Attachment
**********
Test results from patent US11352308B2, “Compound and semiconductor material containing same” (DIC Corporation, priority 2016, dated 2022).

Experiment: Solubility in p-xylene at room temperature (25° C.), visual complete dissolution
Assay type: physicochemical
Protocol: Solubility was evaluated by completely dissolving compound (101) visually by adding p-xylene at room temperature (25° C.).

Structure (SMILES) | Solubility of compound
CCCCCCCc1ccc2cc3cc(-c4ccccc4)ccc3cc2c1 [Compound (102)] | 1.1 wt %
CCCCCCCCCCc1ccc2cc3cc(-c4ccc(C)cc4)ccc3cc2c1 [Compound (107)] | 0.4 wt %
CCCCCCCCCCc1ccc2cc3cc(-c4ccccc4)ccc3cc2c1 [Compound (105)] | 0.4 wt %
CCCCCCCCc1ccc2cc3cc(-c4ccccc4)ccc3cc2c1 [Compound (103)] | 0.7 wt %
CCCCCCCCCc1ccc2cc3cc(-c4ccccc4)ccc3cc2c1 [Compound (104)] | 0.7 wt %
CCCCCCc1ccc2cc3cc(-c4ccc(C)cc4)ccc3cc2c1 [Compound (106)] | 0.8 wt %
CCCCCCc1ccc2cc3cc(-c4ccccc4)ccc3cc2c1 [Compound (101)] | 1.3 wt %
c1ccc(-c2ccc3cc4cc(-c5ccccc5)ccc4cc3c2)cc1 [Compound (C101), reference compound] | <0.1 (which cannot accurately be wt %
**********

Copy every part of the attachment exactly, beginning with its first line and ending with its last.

Test results from patent US11352308B2, “Compound and semiconductor material containing same” (DIC Corporation, priority 2016, dated 2022).

Experiment: Solubility in p-xylene at room temperature (25° C.), visual complete dissolution
Assay type: physicochemical
Protocol: Solubility was evaluated by completely dissolving compound (101) visually by adding p-xylene at room temperature (25° C.).

Structure (SMILES) | Solubility of compound
CCCCCCCc1ccc2cc3cc(-c4ccccc4)ccc3cc2c1 [Compound (102)] | 1.1 wt %
CCCCCCCCCCc1ccc2cc3cc(-c4ccc(C)cc4)ccc3cc2c1 [Compound (107)] | 0.4 wt %
CCCCCCCCCCc1ccc2cc3cc(-c4ccccc4)ccc3cc2c1 [Compound (105)] | 0.4 wt %
CCCCCCCCc1ccc2cc3cc(-c4ccccc4)ccc3cc2c1 [Compound (103)] | 0.7 wt %
CCCCCCCCCc1ccc2cc3cc(-c4ccccc4)ccc3cc2c1 [Compound (104)] | 0.7 wt %
CCCCCCc1ccc2cc3cc(-c4ccc(C)cc4)ccc3cc2c1 [Compound (106)] | 0.8 wt %
CCCCCCc1ccc2cc3cc(-c4ccccc4)ccc3cc2c1 [Compound (101)] | 1.3 wt %
c1ccc(-c2ccc3cc4cc(-c5ccccc5)ccc4cc3c2)cc1 [Compound (C101), reference compound] | <0.1 (which cannot accurately be wt %